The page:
The top safari destinations for birdwatchers

From thick forests to lush wetlands, there is no shortage of African destinations for birdwatching holidays. As a bonus, these are all either easy to pair with safari parks or safari destinations in their own right – so there’s no need to compromise with anyone you’re travelling with. Whether you’re a novice birder or an experienced twitcher, you’ll surely be inspired to visit one, if not all, of our top destinations for birdwatching holidays.

African pygmy kingfisher
An African pygmy kingfisher. Credit: Bernard Dupont, Flickr.

Okavango Delta, Botswana

A haven for wildlife generally, the Okavango Delta hosts great birdwatching holidays. You can spot hundreds of species at any time of the year: winter (June to September) is when flocks of birds congregate around the waterholes and summer (December to March) is when the migrating birds arrive in the delta. Generally speaking, summer – when it’s wetter – is the best time to visit for birdlife.

Little Bee-Eaters - Okavango Delta - Botswana
Little bee-eaters in the Okavango Delta, Botswana

Bird species include: wattled cranes, slaty egrets, woodland kingfishers, Pel’s fishing owls, African skimmers, white-backed night herons, lesser jacanas, swamp boubous and brown fire finches.

Pel’s fishing owl. Credit: Francesco Veronesi, Flickr.

Western Cape, South Africa

The Cape Floristic Region in the Western Cape, the world’s only floral kingdom contained in one country, is home to a vast amount of birds. In fact, South Africa has the highest number of endemic birds in mainland Africa. Head to a fynbos nature reserve, such as Walker Bay or De Hoop, with a birding guide to help you locate and identify some of these beautiful species.

An orange-breasted sunbird on Table Mountain.

Bird species include: Cape sugarbirds, Hottentot buttonquails, Cape siskins, Cape vultures, protea canaries, orange-breasted sunbirds, blue cranes, African fish eagles and African paradise flycatchers.

African paradise flycatcher
An African paradise flycatcher. Credit: Derek Keats, Flickr.

Bird Island, Seychelles

As its name implies, Bird Island is the best place for birdwatching in the Seychelles. The island was declared a wildlife sanctuary in 1986 and has an extremely large breeding colony of sooty terns. The Seychelles islands have 12 endemic species, including the Seychelles black parrot, the Seychelles black paradise flycatcher and the Seychelles scops owl. The Indian Ocean islands also see lots of migrant and ocean-going birds.

Seychelles white-eye
The endemic Seychelles white-eye. Credit: North Island.

Bird species include: Seychelles blue pigeons, frigatebirds, fairy terns, white-tailed tropicbirds, blue-cheeked bee-eaters, red-back shrikes, crab plovers, barred ground doves and sooty terns.

Sooty terns
Sooty terns in the Seychelles. Credit: Phil Guest, Flickr.

Gorongosa National Park, Mozambique

This national park, recently restored and rewilded after years in the cross-fire of a long civil war, is one of the best places for birding on the continent. The vast wetlands of the park are the ideal environment for many species; it’s possible to spot over 150 different species in a single day during November, when migratory birds arrive. A highlight is Gorongosa’s green-headed oriole, which isn’t found anywhere else in the world.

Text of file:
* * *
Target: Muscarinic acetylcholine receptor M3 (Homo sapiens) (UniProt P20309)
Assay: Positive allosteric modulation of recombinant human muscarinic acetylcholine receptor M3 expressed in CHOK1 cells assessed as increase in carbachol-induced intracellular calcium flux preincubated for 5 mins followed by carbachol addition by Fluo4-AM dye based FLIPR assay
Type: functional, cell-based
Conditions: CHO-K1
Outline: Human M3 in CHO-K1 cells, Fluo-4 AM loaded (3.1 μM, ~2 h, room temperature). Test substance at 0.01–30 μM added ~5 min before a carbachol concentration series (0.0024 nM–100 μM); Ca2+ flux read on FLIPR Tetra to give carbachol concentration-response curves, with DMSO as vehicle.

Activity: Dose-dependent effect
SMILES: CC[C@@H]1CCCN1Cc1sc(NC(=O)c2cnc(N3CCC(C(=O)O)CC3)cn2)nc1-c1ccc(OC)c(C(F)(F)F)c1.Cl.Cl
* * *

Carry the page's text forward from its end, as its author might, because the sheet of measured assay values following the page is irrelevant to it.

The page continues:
The rare green-headed oriole filmed on Mount Gorongosa. Credit: Federico Pardo / The Field Museum.

Bird species include: green-headed orioles, grey-crowned cranes, lilac-breasted rollers, yellow-billed storks, African openbill storks, secretary birds, African pygmy kingfishers, Mozambique nightjars and martial eagles.

An African openbill stork in Gorongosa National Park, Mozambique. Credit: Heather Richardson
An African openbill stork in Gorongosa National Park, Mozambique. Credit: Heather Richardson.

Lake Turkana, Kenya

Kenya is one of the best countries for birding in the whole of Africa, housing an incredible 11% of the world’s bird species (that’s 1,089 species). There are many areas that are great for birding, but Lake Turkana offers those famously huge flocks of pelicans and flamingos, in addition to hundreds of other species.

Greater flamingos. Credit: Brian Woychuk, Flickr.

Bird species include: greater flamingos, pink-backed pelicans, little stints, saddle-billed storks, banded snake eagles, spur-winged plovers, grey herons, little egrets and African sacred ibis’.

Banded snake eagle. Credit: Nigel Voaden, Flickr.

Nyungwe National Park, Rwanda 

Although most people will think only of gorillas when it comes to Rwanda, the birding here is fantastic, with over 600 species to be spotted. Nyungwe National Park is recognised as an Important Bird Area (IBA) by Birdlife International and it’s undoubtedly the best place for birding holidays in Rwanda. Here you can spot 25 species that are endemic to the Albertine Rift. Even better, when you visit a national park other than gorilla trekking destinations (such as Nyungwe) for three or more days between November and May, you get 30% off your gorilla permit.

Great blue turaco
Great blue turaco. Credit: Bernard Dupont, Flickr.

Bird species include: Albertine owlets, red-collared mountain babblers, collared apalis’, Grauer’s rush warblers, Neumann’s warblers, Chapin’s flycatchers and Rockefeller’s sunbirds.

Collared apalis
Collared apalis. Credit: Ken Behrens, Flickr.

Check out some of our favourite wildlife itineraries or contact us to plan your birdwatching holiday in Africa. 

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